With unconventional gas causing a “shift in the dynamics” of the natural gas market worldwide, South Africa can exploit its potential to become a major producer if it invests in its infrastructure, develops local expertise and creates an enabling framework to stimulate investment.
A new World Energy Council (WEC) study, titled ‘Unconventional gas, a global phenomenon’ showed that, despite needing more than 50 GW of new electricity generation, little progress had been made in exploiting the Southern African country’s unconventional gas resources.
Launched at Africa Gas Forum, in Sandton, on Monday, the report pointed out that the large reserves of shale gas identified in the Karoo basin could provide up to 4% of the country’s additional electricity requirements with no need for pipelines.
South Africa had been estimated to have technically recoverable shale gas volumes of between 30-trillion cubic feet (tcf) and 500 tcf.
To leverage the opportunities shale gas could bring, South Africa needed to plan infrastructure and ensure efficient water management, build local expertise and provide financial incentives such as tax incentives, said WEC secretary-general Christoph Frei.
Speaking at the forum, he said South Africa needed to persevere despite the current low prices, as the spread of unconventional gas across the globe was being accelerated owing to the possibility of making gas more affordable to consumers and reduced concerns about security of supply.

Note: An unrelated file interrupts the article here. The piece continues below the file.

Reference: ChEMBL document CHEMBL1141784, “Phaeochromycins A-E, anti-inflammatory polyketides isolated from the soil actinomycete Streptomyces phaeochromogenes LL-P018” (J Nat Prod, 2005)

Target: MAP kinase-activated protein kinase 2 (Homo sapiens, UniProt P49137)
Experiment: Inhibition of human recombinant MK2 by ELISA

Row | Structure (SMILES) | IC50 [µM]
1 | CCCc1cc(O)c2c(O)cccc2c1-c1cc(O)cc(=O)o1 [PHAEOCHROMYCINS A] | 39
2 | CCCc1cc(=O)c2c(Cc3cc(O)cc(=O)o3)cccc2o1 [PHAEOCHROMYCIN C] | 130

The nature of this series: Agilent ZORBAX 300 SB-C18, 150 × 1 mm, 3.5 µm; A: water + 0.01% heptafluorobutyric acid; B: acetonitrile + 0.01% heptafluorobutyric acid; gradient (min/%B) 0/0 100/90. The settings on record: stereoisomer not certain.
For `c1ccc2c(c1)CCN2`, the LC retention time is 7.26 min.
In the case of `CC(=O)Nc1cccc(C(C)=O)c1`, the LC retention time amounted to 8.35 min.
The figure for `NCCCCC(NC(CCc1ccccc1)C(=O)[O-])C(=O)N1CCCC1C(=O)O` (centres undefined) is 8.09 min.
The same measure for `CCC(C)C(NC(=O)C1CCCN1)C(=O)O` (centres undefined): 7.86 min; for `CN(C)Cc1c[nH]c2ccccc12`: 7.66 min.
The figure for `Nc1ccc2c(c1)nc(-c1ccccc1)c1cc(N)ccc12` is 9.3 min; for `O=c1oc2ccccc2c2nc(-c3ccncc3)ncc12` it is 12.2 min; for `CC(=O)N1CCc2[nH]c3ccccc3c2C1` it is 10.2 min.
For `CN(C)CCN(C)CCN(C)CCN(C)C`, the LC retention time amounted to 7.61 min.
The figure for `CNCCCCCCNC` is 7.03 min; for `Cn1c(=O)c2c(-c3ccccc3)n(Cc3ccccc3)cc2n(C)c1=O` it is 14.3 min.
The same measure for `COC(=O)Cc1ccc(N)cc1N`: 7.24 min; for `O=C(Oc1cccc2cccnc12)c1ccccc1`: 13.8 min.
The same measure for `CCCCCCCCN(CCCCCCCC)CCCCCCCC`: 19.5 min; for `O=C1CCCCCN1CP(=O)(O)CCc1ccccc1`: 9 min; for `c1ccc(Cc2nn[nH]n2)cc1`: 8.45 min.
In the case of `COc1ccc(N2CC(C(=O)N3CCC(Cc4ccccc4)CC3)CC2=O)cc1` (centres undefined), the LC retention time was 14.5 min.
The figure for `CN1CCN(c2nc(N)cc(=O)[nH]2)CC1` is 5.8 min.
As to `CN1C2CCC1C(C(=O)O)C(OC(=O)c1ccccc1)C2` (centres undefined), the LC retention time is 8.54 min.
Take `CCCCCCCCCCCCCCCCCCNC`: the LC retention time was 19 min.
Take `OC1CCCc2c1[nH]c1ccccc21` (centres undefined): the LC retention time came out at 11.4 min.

“Already, the rapid growth in unconventional gas has significantly disrupted global trade flows. With concerns about affordability and security driving exploration into unconventional resources outside of North America, unconventional gas will continue to be a key factor in how the world energy market develops,” he added.
The study highlighted a “magnitude and speed of change” that was influencing gas markets in the US, China, Argentina and Algeria, as well as Mexico, Saudi Arabia, Poland and Turkey, despite an uncertain price environment.
Amid three emerging trends outlined by the WEC, the progress made by new operators across the world, including China, Australia and Argentina, unveiled global opportunities for bringing new supply to the markets.
The report also showed that, with ever-increasing interconnected markets, excess supplies in some countries had led to price normalisation and other “structural shifts” that were making the market “more global and transparent” across the three main regional hubs of Asia, Europe and North America.
The WEC research further noted the emerging trend of operators shifting their capital to more flexible, shorter-cycle investments, rather than in deep well projects, owing to the current price uncertainties.